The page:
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Armenian Cultural Territorial Systems First Experience

  • Sarhat PetrosyanEmail author
  • Gruia Bădescu
Chapter
  • 468 Downloads
Part of the Springer Geography book series (SPRINGERGEOGR)

Abstract

Armenia’s planning system, which is based on Soviet planning traditions, was developed continuously during the last decades in the framework of European and international best practices. As presented in this chapter, despite the changes in legislation, in practice the reality is different because post-independence improvements in the legislative framework and modernization of the planning system did not place communities as a focus of development. The brief analysis of participatory decision making in the Armenian context, highlighting the recent experience of the historic town of Dilijan and the surrounding area, highlights the challenges of the planning system. The core issue is the need to re-evaluate the role of the community in implemented policies and strategies, thus leading to the democratization of public administration, in particular territorial planning and government. The inclusion of the community is essential to harness the potential of the existing cultural strengths and enhance a territorial cultural system approach for spatial-development policies in Armenia.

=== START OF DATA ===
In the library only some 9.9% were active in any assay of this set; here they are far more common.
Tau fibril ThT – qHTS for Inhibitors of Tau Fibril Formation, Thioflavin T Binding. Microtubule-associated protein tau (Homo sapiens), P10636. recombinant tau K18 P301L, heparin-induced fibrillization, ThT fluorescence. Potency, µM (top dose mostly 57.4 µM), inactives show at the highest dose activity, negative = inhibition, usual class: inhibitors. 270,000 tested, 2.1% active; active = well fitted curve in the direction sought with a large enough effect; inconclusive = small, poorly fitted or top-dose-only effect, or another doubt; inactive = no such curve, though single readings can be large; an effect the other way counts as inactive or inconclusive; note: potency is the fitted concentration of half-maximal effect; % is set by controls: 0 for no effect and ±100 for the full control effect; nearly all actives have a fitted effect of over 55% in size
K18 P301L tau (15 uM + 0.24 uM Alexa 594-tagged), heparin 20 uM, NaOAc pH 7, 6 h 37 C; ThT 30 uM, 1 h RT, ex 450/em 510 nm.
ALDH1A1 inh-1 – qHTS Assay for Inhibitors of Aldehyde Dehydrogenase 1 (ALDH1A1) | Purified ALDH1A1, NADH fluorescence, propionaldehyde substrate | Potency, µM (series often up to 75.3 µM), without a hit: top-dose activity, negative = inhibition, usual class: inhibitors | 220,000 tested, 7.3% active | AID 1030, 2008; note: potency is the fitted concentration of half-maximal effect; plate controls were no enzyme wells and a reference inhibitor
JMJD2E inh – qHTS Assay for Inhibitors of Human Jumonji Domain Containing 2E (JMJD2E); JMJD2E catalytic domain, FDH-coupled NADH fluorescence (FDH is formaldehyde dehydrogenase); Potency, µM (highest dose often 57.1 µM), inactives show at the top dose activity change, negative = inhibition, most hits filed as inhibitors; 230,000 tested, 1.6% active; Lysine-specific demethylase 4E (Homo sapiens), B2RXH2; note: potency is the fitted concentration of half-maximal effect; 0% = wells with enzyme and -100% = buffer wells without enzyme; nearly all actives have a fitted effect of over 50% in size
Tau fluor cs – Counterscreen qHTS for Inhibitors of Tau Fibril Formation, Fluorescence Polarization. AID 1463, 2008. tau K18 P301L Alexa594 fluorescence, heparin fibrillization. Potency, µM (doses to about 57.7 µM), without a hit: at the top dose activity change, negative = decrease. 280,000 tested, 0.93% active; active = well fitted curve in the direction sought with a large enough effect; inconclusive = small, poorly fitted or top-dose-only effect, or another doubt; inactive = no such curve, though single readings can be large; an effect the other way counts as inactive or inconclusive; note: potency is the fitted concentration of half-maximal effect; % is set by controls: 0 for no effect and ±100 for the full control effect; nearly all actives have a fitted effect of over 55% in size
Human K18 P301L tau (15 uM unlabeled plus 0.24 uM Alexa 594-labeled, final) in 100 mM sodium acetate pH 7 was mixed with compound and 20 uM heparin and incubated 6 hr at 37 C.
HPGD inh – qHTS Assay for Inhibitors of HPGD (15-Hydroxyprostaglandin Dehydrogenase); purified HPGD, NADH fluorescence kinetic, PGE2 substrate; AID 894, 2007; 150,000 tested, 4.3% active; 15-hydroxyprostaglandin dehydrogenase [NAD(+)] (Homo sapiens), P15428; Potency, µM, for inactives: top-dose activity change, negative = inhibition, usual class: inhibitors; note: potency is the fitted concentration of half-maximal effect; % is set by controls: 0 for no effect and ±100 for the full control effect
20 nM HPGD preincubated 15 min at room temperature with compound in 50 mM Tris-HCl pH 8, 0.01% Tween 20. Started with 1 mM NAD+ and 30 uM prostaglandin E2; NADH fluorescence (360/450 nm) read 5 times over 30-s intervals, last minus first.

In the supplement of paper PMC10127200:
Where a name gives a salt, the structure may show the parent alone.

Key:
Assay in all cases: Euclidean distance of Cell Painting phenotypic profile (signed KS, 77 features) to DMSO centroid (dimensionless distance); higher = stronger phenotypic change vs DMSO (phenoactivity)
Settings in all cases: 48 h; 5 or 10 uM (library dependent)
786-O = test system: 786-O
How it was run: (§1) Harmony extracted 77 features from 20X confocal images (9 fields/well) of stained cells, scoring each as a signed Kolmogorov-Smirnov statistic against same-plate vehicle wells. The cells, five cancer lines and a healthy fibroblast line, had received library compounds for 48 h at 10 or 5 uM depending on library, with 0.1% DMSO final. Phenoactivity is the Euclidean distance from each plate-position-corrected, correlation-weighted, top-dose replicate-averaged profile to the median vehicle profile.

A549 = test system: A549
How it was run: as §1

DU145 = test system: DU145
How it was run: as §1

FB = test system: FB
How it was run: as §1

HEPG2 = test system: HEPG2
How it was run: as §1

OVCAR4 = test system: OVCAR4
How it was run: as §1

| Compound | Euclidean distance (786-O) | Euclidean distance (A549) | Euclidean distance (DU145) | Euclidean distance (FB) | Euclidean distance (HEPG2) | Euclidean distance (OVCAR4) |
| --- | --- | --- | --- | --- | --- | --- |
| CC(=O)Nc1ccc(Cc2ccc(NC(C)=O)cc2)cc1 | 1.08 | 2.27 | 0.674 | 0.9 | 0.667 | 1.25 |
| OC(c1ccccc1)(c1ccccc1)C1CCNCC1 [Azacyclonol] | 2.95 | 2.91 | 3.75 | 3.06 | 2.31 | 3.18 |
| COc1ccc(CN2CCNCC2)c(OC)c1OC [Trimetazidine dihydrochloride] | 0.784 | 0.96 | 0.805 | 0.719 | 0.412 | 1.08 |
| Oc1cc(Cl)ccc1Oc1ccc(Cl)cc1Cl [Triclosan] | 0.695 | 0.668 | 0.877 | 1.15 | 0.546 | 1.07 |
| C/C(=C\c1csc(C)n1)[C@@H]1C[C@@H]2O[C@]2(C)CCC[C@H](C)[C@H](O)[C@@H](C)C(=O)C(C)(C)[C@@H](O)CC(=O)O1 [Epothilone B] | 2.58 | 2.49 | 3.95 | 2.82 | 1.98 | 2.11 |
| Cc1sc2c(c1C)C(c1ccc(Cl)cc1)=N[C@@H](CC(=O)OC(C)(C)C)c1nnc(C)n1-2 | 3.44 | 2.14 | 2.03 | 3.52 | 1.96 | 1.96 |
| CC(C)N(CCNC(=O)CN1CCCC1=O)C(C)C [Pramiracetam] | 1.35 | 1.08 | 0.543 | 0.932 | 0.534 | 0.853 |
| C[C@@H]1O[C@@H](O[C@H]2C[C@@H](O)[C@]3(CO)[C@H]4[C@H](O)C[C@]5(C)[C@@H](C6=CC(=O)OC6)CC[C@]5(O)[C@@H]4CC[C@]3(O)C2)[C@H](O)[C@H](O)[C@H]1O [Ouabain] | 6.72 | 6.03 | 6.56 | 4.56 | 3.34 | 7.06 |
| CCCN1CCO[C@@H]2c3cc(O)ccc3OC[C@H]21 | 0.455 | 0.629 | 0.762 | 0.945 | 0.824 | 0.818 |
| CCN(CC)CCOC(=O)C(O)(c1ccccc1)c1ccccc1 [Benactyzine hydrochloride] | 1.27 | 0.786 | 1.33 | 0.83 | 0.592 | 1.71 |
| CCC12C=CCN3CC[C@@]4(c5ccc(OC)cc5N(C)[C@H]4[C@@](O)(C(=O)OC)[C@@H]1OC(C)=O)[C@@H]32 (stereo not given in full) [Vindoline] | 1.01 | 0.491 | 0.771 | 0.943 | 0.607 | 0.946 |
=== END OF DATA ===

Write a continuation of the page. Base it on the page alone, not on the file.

Keywords

Urban planning Armenian national planning system Urban planning legislation 

References

  1. Petrosyan S, Kocharyan B, Ashoughatoyan N (2012) Report on Study, Analysis and Development Program for Legislative Basis of the Protection of Historical and Cultural Monuments. urbanlab Yerevan, YerevanGoogle Scholar
  2. Petrosyan S, Tovmasyan S, Kocharyan B, Aktaryan A (2013) Report on Project on Analysis and Development of the Urban Planning Documentation System. urbanlab Yerevan, YerevanGoogle Scholar
  3. World Bank (2014) Doing Business 2015: Going Beyond Efficiency. Economy Profile Armenia 2015. World Bank Group, Washington DCGoogle Scholar
  4. Zolyan M (2010) Armenia’s Facebook Generation: Social Networks and Civic Activism in Armenia. Newsletter of the Institute of Slavic, East European, and Eurasian Studies of the University of California, Berkeley, vol 27, issue 2, pp 7–13Google Scholar

Copyright information

© Springer International Publishing Switzerland 2016

Authors and Affiliations

  1. 1.Department of ArchitectureNational University of Architecture and Construction of ArmeniaYerevanArmenia
  2. 2.Department of ArchitectureUniversity of Cambridge, Old Court, Clare College (England)CambridgeEngland, UK

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